Obesity Partially Responsible for Some Knee Injuries

Susan Farley
Published Online: Thursday, September 1, 2005
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According to researchers from the University of Utah's Rocky Mountain Center for Occupational Environmental Health, obesity may lead to more than half of the 850,000 knee surgeries performed each year. They point to a correlation between excess weight and torn cartilage, yet another harmful side effect of obesity. The study team reviewed 544 surgical cases involving cartilage tears between 1996 and 2000 among women and men aged 50 to 79. They found that a person with a body mass index higher than the healthy range was 3 times more likely to have a tear in the meniscus, the shock-absorbing cartilage in the knee. The heaviest men in the study were 15 times more likely to have torn knee cartilage and the heaviest women were 25 times more likely. While cartilage breaks down over time, the numbers were too high for researchers to ignore a link between obesity and meniscal injuries; they suspect that it is more than the added pressure put on the knees. Dr. Kurt Hegmann, study leader, suggests that circulation problems may reduce the blood supply to the cartilage.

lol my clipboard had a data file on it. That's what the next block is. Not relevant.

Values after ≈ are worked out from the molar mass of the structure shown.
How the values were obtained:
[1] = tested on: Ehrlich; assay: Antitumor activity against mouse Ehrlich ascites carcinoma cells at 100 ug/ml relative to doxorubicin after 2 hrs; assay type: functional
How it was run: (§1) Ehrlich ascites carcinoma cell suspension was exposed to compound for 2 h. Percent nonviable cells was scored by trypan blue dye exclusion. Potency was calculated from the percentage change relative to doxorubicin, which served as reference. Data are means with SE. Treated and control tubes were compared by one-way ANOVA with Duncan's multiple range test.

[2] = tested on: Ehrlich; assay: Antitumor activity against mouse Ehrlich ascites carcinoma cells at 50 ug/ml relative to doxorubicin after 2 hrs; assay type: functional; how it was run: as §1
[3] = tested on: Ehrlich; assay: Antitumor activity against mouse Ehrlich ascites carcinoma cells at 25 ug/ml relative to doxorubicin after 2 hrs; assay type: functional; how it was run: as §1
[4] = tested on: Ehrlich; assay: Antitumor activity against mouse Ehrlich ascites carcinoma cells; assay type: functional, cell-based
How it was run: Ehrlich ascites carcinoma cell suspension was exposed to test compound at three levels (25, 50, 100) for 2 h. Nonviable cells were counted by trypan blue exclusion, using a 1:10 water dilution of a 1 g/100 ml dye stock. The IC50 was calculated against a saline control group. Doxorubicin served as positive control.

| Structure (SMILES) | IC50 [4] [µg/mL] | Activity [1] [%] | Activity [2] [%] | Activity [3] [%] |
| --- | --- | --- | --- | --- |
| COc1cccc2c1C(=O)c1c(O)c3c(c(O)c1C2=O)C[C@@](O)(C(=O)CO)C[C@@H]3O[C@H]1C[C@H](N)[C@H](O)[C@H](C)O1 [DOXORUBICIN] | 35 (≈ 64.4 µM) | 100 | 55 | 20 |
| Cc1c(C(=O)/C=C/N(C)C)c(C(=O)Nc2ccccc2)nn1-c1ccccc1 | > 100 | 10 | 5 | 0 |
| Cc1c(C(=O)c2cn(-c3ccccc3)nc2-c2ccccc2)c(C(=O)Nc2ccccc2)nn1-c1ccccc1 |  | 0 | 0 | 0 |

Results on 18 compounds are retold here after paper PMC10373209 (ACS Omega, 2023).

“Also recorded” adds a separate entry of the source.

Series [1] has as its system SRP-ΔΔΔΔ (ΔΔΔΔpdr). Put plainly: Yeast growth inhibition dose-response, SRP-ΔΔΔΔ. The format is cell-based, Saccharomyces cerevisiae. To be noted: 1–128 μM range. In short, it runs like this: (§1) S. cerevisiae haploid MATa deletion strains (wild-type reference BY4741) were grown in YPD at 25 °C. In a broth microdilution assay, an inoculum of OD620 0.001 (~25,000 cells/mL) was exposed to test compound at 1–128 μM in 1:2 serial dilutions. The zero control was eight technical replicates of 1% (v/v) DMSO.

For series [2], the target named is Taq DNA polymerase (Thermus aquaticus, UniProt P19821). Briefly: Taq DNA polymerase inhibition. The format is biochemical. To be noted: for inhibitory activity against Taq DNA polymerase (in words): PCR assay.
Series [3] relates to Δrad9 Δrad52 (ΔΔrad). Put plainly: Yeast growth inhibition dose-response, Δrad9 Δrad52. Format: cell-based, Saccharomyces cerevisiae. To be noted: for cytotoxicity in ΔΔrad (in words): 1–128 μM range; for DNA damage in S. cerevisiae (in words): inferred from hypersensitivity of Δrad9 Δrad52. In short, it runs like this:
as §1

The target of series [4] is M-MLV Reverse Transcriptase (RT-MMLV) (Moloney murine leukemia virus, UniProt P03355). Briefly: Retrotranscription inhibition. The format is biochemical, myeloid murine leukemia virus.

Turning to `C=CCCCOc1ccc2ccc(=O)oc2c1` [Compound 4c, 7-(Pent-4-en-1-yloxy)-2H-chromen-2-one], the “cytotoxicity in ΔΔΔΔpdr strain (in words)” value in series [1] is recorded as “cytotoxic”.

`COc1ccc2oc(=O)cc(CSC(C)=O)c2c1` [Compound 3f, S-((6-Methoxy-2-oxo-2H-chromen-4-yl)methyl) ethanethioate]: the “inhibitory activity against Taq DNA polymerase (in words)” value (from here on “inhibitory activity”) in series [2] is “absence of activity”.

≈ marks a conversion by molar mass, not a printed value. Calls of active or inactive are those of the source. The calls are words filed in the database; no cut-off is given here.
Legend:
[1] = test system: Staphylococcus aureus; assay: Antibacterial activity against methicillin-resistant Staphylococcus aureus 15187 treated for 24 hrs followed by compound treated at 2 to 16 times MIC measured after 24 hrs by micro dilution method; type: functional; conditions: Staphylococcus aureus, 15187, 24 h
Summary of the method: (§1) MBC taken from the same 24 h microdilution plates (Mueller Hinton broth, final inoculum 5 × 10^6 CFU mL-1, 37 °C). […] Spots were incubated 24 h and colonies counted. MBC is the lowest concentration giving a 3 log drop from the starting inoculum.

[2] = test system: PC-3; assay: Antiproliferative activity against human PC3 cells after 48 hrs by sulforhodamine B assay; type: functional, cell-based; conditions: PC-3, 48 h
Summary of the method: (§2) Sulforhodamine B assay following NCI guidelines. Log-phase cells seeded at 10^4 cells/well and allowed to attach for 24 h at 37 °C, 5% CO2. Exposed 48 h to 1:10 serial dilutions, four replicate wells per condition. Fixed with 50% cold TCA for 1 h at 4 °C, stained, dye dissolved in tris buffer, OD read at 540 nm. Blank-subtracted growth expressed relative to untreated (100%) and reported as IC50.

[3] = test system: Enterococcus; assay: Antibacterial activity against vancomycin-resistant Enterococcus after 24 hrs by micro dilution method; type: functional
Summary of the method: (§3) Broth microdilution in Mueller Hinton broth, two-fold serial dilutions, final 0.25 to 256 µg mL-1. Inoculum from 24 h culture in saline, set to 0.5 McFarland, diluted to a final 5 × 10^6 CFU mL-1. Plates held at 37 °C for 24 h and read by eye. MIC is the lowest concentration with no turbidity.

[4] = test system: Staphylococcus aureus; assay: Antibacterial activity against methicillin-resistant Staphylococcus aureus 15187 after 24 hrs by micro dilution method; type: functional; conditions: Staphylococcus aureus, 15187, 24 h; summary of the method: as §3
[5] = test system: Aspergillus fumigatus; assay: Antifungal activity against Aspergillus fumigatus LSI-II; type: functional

Ms. Farley is a freelance medical writer based in Wakefield, RI.



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